DOHA (REUTERS) - Expo 2020 Dubai, the huge world fair which opened this week, said on Saturday (Oct 2) three workers had died and 72 were seriously hurt during six years of construction, defending its accident rate as less than half that of building work in Britain.
Mega projects in the Gulf region such as the Expo, and neighbouring Qatar's hosting of the 2022 soccer World Cup, have come under international scrutiny as rights groups have criticised conditions for low-paid migrant workers.
Dubai, the region's tourism, trade and business hub, is hoping to boost its economy by attracting 25 million business and tourist visits to the world fair, which was delayed for a year because of the pandemic.
The Expo statement was the first to detail work-related deaths and serious injuries - classified as needing three days or more off work - among 200,000 workers over 247 million work hours. It did not specify how or where the three workers had died.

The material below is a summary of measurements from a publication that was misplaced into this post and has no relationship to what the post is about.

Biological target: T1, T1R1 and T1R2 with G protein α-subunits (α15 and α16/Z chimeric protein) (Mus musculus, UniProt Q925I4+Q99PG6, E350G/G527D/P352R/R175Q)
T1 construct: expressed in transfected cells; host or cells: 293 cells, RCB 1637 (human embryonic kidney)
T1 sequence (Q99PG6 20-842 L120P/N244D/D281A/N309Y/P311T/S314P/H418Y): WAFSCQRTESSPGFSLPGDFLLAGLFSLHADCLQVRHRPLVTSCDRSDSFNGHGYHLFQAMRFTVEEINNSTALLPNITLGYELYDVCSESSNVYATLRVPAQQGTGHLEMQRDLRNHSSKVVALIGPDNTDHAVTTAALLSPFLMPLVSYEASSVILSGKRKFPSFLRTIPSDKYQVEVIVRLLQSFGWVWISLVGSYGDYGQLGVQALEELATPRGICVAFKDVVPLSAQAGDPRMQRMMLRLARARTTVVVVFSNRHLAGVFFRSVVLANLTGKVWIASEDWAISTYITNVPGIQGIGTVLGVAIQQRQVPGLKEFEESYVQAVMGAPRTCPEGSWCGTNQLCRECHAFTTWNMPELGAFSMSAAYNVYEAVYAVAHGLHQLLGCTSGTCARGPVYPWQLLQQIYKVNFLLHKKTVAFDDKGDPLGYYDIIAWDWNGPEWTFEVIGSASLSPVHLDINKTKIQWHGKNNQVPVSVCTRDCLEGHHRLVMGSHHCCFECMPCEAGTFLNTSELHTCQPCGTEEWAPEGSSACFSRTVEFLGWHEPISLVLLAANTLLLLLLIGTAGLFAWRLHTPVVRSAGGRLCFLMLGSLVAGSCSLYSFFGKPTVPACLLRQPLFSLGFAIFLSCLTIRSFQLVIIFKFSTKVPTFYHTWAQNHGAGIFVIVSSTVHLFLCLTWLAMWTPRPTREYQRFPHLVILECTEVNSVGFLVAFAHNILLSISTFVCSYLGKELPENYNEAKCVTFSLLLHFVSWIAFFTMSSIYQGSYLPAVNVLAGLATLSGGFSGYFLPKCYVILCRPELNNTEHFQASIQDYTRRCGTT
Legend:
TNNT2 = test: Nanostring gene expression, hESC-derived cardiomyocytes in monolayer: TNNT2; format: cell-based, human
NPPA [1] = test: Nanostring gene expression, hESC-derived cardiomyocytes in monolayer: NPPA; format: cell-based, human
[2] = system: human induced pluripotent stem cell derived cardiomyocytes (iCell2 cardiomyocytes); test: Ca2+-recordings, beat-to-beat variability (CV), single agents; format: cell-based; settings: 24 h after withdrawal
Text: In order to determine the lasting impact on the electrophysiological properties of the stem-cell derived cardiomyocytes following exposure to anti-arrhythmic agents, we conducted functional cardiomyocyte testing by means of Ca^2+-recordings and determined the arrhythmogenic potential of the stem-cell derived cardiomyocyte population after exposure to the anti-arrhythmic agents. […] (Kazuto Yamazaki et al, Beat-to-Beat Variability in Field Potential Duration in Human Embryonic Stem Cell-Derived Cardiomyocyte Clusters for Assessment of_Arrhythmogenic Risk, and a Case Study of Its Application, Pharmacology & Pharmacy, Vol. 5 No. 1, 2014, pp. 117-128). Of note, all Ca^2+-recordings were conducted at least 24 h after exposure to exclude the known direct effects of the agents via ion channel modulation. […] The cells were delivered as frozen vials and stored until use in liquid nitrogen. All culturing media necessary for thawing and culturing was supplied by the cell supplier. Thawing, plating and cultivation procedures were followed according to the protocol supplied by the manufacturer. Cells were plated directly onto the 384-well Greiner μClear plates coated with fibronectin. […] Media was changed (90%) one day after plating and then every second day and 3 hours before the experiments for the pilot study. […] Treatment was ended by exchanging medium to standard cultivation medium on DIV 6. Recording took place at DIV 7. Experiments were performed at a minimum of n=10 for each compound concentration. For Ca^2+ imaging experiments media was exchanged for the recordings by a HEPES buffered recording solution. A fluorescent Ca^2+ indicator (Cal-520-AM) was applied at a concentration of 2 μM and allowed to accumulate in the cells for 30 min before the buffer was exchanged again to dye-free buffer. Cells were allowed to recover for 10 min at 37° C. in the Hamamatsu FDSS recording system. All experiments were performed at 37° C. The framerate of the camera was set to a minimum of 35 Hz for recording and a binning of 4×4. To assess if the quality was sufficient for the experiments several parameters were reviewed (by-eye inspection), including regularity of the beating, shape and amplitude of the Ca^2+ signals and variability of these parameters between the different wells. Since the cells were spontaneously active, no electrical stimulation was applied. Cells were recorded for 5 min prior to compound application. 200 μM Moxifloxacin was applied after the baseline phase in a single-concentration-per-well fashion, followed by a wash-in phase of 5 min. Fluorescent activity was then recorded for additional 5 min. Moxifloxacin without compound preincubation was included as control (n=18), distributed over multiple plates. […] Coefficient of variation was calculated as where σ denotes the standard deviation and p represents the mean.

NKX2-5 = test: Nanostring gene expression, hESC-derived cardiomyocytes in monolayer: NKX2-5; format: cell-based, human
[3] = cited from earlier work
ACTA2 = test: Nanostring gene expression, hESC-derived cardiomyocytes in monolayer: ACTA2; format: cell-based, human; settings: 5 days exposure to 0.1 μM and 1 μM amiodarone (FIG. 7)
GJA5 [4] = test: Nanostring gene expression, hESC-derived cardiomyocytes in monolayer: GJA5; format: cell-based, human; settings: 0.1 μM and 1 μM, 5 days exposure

It said the accident frequency rate, a calculation used to measure incidents over a set amount of time worked, was 0.03, compared to 0.07 in the construction industry in Britain as recorded by the UK Health and Safety Executive.
Expo 2020 Dubai, the first world fair to be held in the Middle East, was built from scratch on 4.3 sq km of desert and cost around US$6.8 billion (S$9.2 billion).
Low-paid foreign workers are the backbone of the Gulf Arab economies, taking jobs in construction, services and transport.
Last month, the European Parliament urged member states not to participate in the Expo, citing "inhumane practices" against foreign workers and "systematic persecution" of human rights defenders. The United Arab Emirates rejected the resolution as "factually incorrect".
"We are committed to the high standards we have set for ourselves and our contractors and remain firmly focused on working together to continually improve," Expo 2020 said.